In the JournalsPerspective

USPSTF issues breast cancer risk reduction recommendation

The US Preventive Services Task Force today recommended shared decision-making between clinicians and women at risk for breast cancer regarding the use of risk-reducing medications for breast malignancies.

The draft recommendation stipulates that clinicians should offer to prescribe medications such as tamoxifen or raloxifene — selective estrogen receptor modulators that block the effects of estrogen in breast tissue — to women at high risk for breast cancer and at low risk for adverse events associated with those medications.

Mark Ebell, MD, MS 

Mark Ebell

“Screening for breast cancer allows for early detection but does not prevent cancer from developing. We all want to find effective ways to prevent breast cancer,” task force member Mark Ebell, MD, MS, said in a press release. “While we need more and better solutions, some women at increased risk for breast cancer may choose to take available preventive medications to reduce their chances of developing breast cancer.”

The task force also recommended that medications such as tamoxifen or raloxifene should not be routinely used by women who do not have an increased breast cancer risk.

The recommendation coincided with the online publication of a review article today in Annals of Internal Medicine.

In the review, HeidiD. Nelson, MD, MPH, research professor in the departments of medical informatics and clinical epidemiology and medicine at Oregon Health & Science University, and colleagues examined databases and clinical trial registries for data involving the impact of tamoxifen and raloxifene on invasive breast cancer incidence.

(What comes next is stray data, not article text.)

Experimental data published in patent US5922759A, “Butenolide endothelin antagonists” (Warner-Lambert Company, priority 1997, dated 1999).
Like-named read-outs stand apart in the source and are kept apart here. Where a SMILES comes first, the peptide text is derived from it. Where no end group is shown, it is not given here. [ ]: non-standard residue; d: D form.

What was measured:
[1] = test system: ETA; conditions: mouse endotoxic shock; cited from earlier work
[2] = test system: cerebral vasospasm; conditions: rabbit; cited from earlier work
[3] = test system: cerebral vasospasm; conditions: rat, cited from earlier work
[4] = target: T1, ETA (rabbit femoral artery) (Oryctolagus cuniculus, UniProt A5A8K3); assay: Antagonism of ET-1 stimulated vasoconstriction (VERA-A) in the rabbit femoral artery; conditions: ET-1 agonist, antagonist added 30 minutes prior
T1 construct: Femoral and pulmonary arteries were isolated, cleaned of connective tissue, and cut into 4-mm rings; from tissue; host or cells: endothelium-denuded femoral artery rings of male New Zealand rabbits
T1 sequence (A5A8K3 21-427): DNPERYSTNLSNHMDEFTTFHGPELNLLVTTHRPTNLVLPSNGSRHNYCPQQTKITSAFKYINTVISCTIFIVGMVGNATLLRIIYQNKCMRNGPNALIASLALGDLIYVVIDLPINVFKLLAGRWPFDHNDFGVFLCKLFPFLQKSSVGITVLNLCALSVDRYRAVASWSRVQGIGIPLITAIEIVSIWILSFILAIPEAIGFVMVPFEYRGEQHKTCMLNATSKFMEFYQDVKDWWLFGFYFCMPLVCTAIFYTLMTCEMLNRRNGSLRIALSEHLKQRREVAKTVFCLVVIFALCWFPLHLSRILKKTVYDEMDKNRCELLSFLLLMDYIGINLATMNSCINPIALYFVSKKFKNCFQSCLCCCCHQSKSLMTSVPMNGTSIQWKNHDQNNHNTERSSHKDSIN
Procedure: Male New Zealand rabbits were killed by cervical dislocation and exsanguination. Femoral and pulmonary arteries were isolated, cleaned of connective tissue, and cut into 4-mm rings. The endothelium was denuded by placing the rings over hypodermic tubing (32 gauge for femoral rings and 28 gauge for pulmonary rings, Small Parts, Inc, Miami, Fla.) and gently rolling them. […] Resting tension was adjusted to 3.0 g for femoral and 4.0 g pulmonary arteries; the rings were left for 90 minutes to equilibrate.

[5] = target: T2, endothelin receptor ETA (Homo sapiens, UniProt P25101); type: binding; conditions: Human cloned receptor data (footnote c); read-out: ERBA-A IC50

Results from seven trials indicated that the drugs yielded a reduction of seven to nine cases per 1,000 women during a 5-year period when compared with placebo.

Findings from the STAR trial demonstrated that tamoxifen reduced breast cancer incidence by more than five cases per 1,000 compared with raloxifene.

The trials indicated broad benefit; however, subgroup analyses suggested that women at high risk for breast cancer may derive the most benefit with the least harms, Nelson and colleagues wrote.

Also, tamoxifen was associated with increases in thromboembolic events, endometrial cancer and cataracts. The USPSTF recommendation stipulates that neither drug should be used in women with a history of thromboembolic events.

“There are several serious harms associated with tamoxifen and raloxifene, which is why doctors must engage in a conversation with their patients and discuss the harms and benefits of these medications,” task force member Wanda Nicholson, MD, MPH, MBA, said in the press release.

Clinicians may discuss breast cancer risk-reducing medications if the patient exhibits risk factors that include:

  • Increasing age;
  • Family history of breast or ovarian cancer (especially among first-degree relatives and/or onset before age 50 years);
  • History of atypical hyperplasia or other nonmalignant high-risk breast lesions;
  • Previous breast biopsy; and
  • Extremely dense breast tissue.

The USPSTF statement notes that models can predict risk at the population level but not necessarily at the individual level.

The recommendation includes women aged 40 to 70 years who do not have a previous diagnosis of breast cancer, ductal carcinoma in situ or lobular carcinoma in situ.

The USPSTF will accept public comment on its draft recommendation until May 13.

The US Preventive Services Task Force today recommended shared decision-making between clinicians and women at risk for breast cancer regarding the use of risk-reducing medications for breast malignancies.

The draft recommendation stipulates that clinicians should offer to prescribe medications such as tamoxifen or raloxifene — selective estrogen receptor modulators that block the effects of estrogen in breast tissue — to women at high risk for breast cancer and at low risk for adverse events associated with those medications.

Mark Ebell, MD, MS 

Mark Ebell